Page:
The Cave B Vision
Vincent Bryan II
Arts, Sciences, and the Environment
The environment is where we find ourselves now. It is what surrounds us from the nearest object to the perimeter of the universe and endlessly beyond. It is this moment in the continuum of time. It is the fabric of which we are made from our wholeness to the smallest constituent particle within and about us. It is our civilization as it now finds itself. It is what we now feel, now believe and what we now value. It is our present knowledge base.
The arts are our dreams, our imagination and our creativity. The arts are all of these things made manifest to the senses. The arts evoke emotional responses. They stimulate us to contemplate, to consider and to action. They give us both peace and unrest. They raise our awareness to the environment as it was, is and might be. They transform us beyond our present state. They speak in a universal language.
The sciences seek to understand, to explain, and to keep our dreams in tune with natural law. The sciences require validation. They bring order to chaos. The sciences are building blocks upon which our knowledge base is enlarged. The sciences bridge the gap between the environment and the arts. The sciences bring reality to art and in so doing move us to a new and different place and state of environment.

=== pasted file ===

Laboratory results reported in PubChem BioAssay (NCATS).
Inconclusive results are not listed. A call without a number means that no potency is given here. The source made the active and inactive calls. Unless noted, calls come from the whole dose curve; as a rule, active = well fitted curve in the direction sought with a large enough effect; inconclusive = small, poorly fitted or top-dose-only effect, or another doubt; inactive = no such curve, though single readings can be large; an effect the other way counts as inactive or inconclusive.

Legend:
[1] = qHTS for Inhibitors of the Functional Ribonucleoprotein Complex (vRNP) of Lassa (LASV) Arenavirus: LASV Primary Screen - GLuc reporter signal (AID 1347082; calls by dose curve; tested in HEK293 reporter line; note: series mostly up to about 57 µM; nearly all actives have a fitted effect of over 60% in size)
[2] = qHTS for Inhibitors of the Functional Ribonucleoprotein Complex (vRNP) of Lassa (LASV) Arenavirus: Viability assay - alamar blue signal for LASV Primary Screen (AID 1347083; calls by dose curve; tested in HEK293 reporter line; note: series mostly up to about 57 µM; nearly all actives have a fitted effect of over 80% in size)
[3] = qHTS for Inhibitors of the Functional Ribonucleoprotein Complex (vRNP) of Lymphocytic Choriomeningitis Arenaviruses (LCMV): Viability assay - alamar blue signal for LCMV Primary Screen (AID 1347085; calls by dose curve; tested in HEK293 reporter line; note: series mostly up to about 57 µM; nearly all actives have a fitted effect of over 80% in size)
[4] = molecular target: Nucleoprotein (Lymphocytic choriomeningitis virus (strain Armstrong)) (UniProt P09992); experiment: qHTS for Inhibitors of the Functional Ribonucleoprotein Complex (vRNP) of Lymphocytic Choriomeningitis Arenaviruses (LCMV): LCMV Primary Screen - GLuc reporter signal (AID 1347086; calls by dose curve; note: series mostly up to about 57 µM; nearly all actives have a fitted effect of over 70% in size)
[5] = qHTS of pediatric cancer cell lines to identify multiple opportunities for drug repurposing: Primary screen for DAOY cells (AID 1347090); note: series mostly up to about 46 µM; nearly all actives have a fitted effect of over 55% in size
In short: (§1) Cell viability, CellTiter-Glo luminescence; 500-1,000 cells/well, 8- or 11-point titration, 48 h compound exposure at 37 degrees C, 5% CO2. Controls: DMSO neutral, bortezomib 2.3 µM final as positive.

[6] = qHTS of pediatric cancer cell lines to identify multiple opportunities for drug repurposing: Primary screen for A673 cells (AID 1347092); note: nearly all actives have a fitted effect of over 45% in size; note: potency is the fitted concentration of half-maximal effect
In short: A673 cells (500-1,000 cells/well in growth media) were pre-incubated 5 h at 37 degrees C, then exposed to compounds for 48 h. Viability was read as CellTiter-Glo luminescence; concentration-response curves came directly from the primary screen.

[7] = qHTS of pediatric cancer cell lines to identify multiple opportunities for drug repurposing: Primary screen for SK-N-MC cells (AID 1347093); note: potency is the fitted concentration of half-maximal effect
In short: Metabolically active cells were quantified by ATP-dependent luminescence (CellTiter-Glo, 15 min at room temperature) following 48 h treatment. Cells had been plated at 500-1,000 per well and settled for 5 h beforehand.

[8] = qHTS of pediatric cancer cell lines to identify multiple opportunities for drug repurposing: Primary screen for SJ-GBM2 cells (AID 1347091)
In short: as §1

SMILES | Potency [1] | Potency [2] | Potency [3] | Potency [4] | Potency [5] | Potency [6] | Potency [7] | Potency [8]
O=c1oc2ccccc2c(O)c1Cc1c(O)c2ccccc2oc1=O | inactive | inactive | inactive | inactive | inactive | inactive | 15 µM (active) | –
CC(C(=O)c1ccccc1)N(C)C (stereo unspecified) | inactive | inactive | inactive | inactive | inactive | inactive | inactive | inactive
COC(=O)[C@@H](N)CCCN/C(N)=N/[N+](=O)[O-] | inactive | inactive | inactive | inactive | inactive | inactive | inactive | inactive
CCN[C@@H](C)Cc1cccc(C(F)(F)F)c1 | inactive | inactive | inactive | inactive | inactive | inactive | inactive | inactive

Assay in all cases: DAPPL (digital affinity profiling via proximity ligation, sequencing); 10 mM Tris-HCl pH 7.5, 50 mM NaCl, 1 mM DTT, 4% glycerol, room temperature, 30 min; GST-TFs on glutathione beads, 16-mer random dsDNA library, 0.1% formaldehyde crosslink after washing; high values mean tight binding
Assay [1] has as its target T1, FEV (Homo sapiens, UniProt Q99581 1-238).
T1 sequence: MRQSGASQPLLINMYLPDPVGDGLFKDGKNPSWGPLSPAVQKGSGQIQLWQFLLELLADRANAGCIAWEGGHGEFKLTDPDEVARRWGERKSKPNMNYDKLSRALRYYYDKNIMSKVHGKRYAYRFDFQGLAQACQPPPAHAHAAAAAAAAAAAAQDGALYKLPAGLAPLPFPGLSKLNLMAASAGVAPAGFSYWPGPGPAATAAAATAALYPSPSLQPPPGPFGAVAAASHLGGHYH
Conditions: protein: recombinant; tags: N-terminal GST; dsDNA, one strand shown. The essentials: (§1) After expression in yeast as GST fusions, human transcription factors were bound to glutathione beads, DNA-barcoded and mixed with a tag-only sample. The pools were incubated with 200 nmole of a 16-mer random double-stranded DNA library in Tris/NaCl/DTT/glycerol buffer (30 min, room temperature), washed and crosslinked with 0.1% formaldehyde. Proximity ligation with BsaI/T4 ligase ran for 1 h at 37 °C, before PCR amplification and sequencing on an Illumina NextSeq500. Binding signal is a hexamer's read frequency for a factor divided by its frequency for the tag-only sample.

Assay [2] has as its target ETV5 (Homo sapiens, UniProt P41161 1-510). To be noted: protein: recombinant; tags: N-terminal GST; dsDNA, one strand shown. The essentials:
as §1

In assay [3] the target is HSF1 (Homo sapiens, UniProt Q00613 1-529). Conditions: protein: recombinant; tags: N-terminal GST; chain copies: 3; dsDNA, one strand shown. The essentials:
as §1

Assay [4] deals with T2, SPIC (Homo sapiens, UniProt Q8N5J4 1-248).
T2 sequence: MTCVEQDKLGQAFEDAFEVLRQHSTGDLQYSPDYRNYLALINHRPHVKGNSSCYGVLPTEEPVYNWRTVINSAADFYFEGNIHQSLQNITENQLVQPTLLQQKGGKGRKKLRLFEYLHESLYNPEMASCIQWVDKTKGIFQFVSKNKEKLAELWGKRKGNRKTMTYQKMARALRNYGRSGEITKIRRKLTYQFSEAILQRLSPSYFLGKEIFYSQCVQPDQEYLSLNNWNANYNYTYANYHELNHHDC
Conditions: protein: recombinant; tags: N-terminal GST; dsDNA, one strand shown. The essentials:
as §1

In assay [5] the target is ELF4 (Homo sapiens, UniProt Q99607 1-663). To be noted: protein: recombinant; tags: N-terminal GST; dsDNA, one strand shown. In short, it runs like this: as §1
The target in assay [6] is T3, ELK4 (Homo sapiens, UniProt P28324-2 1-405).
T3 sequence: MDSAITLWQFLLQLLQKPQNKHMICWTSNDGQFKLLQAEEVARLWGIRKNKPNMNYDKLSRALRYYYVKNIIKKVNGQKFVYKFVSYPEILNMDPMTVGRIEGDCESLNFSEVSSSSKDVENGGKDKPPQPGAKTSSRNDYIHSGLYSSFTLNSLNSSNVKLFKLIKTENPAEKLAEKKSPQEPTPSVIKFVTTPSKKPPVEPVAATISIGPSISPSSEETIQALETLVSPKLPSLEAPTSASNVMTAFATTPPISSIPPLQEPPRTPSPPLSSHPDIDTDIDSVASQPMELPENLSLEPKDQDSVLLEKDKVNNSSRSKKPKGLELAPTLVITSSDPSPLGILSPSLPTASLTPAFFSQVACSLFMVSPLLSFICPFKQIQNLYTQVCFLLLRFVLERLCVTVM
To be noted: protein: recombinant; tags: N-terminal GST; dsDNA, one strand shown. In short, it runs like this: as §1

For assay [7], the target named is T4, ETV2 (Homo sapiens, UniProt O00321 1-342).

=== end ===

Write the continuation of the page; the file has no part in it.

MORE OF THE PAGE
Our humanity is a reflection of how we incorporate and utilize the environment, the arts and the sciences, for better or worse. Humanity can be influenced and manipulated. It is both receptive and vulnerable. Humanity requires nurturing and thrives on peace, love and understanding. Humanity is lessened when the environment is abused, when arts are suppressed and when science is used for evil purposes.
Thus the environment, the arts and the sciences are in effect a process, each dependent on the other while at the same time providing a series of checks and balances, a process capable of advancing our humanity and together our civilization. This process can operate by the harmonious interaction and blending of its parts or in a manner which accentuates, alienates or altogether disregards a part of the process. When operated harmoniously, our humanity accepts change comfortably. When the process is operated without consideration and utilization of all of its parts, our humanity becomes unbalanced and reacts uncomfortably.
We find ourselves now at an opportune time, a time in which we have become aware of the process and its significance. We have also become aware that the process is presently operating without full utilization of all of its parts. We have become aware of the effects on our humanity and civilization which have resulted. We now are positioned to participate in the rebalancing of the process. This is the vision of Cave B.